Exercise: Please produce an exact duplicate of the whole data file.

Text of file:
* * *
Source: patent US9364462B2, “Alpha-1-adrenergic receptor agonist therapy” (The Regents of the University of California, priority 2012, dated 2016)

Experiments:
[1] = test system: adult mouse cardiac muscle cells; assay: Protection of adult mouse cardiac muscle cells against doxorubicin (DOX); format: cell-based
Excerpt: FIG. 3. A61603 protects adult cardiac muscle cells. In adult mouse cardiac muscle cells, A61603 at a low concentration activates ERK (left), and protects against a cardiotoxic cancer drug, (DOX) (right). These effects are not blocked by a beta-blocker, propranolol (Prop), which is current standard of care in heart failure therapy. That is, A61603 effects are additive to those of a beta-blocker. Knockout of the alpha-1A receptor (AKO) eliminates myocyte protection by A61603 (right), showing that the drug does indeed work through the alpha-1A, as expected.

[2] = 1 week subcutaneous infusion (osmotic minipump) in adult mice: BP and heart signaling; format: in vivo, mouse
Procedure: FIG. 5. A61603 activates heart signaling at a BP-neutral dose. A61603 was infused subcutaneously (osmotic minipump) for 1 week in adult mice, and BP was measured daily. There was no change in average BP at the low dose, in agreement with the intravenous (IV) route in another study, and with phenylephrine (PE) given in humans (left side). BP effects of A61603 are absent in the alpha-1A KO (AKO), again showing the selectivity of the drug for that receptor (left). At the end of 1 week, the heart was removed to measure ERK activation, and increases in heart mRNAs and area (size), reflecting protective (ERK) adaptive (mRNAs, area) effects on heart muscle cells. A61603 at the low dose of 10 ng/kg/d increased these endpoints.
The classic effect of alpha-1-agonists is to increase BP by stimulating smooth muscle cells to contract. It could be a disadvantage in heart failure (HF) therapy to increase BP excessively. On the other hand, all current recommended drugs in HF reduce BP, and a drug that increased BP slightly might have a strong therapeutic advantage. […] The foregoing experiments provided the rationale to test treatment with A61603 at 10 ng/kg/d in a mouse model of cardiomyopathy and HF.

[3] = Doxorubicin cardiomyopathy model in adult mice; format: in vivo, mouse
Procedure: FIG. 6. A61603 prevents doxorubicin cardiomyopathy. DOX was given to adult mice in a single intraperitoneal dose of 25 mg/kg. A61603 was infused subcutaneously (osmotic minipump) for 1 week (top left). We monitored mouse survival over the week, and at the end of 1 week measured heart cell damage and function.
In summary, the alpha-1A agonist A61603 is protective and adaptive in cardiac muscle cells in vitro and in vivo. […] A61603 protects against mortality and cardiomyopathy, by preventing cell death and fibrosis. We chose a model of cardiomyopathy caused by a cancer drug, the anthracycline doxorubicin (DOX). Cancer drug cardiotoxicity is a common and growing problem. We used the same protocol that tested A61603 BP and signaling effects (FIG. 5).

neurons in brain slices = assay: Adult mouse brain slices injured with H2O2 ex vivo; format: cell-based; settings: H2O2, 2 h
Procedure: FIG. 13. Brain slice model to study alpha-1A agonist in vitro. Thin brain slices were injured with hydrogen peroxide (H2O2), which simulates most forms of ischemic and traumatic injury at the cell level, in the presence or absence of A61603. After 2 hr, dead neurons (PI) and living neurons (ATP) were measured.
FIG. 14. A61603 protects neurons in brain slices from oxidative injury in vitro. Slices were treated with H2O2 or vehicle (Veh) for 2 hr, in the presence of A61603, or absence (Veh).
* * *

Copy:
Source: patent US9364462B2, “Alpha-1-adrenergic receptor agonist therapy” (The Regents of the University of California, priority 2012, dated 2016)

Experiments:
[1] = test system: adult mouse cardiac muscle cells; assay: Protection of adult mouse cardiac muscle cells against doxorubicin (DOX); format: cell-based
Excerpt: FIG. 3. A61603 protects adult cardiac muscle cells. In adult mouse cardiac muscle cells, A61603 at a low concentration activates ERK (left), and protects against a cardiotoxic cancer drug, (DOX) (right). These effects are not blocked by a beta-blocker, propranolol (Prop), which is current standard of care in heart failure therapy. That is, A61603 effects are additive to those of a beta-blocker. Knockout of the alpha-1A receptor (AKO) eliminates myocyte protection by A61603 (right), showing that the drug does indeed work through the alpha-1A, as expected.

[2] = 1 week subcutaneous infusion (osmotic minipump) in adult mice: BP and heart signaling; format: in vivo, mouse
Procedure: FIG. 5. A61603 activates heart signaling at a BP-neutral dose. A61603 was infused subcutaneously (osmotic minipump) for 1 week in adult mice, and BP was measured daily. There was no change in average BP at the low dose, in agreement with the intravenous (IV) route in another study, and with phenylephrine (PE) given in humans (left side). BP effects of A61603 are absent in the alpha-1A KO (AKO), again showing the selectivity of the drug for that receptor (left). At the end of 1 week, the heart was removed to measure ERK activation, and increases in heart mRNAs and area (size), reflecting protective (ERK) adaptive (mRNAs, area) effects on heart muscle cells. A61603 at the low dose of 10 ng/kg/d increased these endpoints.
The classic effect of alpha-1-agonists is to increase BP by stimulating smooth muscle cells to contract. It could be a disadvantage in heart failure (HF) therapy to increase BP excessively. On the other hand, all current recommended drugs in HF reduce BP, and a drug that increased BP slightly might have a strong therapeutic advantage. […] The foregoing experiments provided the rationale to test treatment with A61603 at 10 ng/kg/d in a mouse model of cardiomyopathy and HF.

[3] = Doxorubicin cardiomyopathy model in adult mice; format: in vivo, mouse
Procedure: FIG. 6. A61603 prevents doxorubicin cardiomyopathy. DOX was given to adult mice in a single intraperitoneal dose of 25 mg/kg. A61603 was infused subcutaneously (osmotic minipump) for 1 week (top left). We monitored mouse survival over the week, and at the end of 1 week measured heart cell damage and function.
In summary, the alpha-1A agonist A61603 is protective and adaptive in cardiac muscle cells in vitro and in vivo. […] A61603 protects against mortality and cardiomyopathy, by preventing cell death and fibrosis. We chose a model of cardiomyopathy caused by a cancer drug, the anthracycline doxorubicin (DOX). Cancer drug cardiotoxicity is a common and growing problem. We used the same protocol that tested A61603 BP and signaling effects (FIG. 5).

neurons in brain slices = assay: Adult mouse brain slices injured with H2O2 ex vivo; format: cell-based; settings: H2O2, 2 h
Procedure: FIG. 13. Brain slice model to study alpha-1A agonist in vitro. Thin brain slices were injured with hydrogen peroxide (H2O2), which simulates most forms of ischemic and traumatic injury at the cell level, in the presence or absence of A61603. After 2 hr, dead neurons (PI) and living neurons (ATP) were measured.
FIG. 14. A61603 protects neurons in brain slices from oxidative injury in vitro. Slices were treated with H2O2 or vehicle (Veh) for 2 hr, in the presence of A61603, or absence (Veh).